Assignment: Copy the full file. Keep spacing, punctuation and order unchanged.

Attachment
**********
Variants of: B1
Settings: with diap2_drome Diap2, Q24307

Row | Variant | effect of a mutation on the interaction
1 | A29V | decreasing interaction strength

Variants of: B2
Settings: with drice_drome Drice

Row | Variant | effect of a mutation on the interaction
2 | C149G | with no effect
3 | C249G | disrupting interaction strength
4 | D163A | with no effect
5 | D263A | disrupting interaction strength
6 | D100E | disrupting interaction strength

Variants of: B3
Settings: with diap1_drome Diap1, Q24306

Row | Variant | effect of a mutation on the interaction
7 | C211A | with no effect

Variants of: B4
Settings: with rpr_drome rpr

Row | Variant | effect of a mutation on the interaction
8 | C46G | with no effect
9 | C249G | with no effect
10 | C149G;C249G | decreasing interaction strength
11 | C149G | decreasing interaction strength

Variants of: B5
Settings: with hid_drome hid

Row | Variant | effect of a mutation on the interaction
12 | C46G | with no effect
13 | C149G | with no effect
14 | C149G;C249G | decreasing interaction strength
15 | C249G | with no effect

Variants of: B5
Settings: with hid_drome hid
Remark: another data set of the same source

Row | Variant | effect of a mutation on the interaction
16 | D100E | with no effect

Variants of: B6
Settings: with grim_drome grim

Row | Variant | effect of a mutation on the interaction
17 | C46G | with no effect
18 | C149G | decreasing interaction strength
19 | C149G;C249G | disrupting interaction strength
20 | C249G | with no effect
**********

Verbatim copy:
Variants of: B1
Settings: with diap2_drome Diap2, Q24307

Row | Variant | effect of a mutation on the interaction
1 | A29V | decreasing interaction strength

Variants of: B2
Settings: with drice_drome Drice

Row | Variant | effect of a mutation on the interaction
2 | C149G | with no effect
3 | C249G | disrupting interaction strength
4 | D163A | with no effect
5 | D263A | disrupting interaction strength
6 | D100E | disrupting interaction strength

Variants of: B3
Settings: with diap1_drome Diap1, Q24306

Row | Variant | effect of a mutation on the interaction
7 | C211A | with no effect

Variants of: B4
Settings: with rpr_drome rpr

Row | Variant | effect of a mutation on the interaction
8 | C46G | with no effect
9 | C249G | with no effect
10 | C149G;C249G | decreasing interaction strength
11 | C149G | decreasing interaction strength

Variants of: B5
Settings: with hid_drome hid

Row | Variant | effect of a mutation on the interaction
12 | C46G | with no effect
13 | C149G | with no effect
14 | C149G;C249G | decreasing interaction strength
15 | C249G | with no effect

Variants of: B5
Settings: with hid_drome hid
Remark: another data set of the same source

Row | Variant | effect of a mutation on the interaction
16 | D100E | with no effect

Variants of: B6
Settings: with grim_drome grim

Row | Variant | effect of a mutation on the interaction
17 | C46G | with no effect
18 | C149G | decreasing interaction strength
19 | C149G;C249G | disrupting interaction strength
20 | C249G | with no effect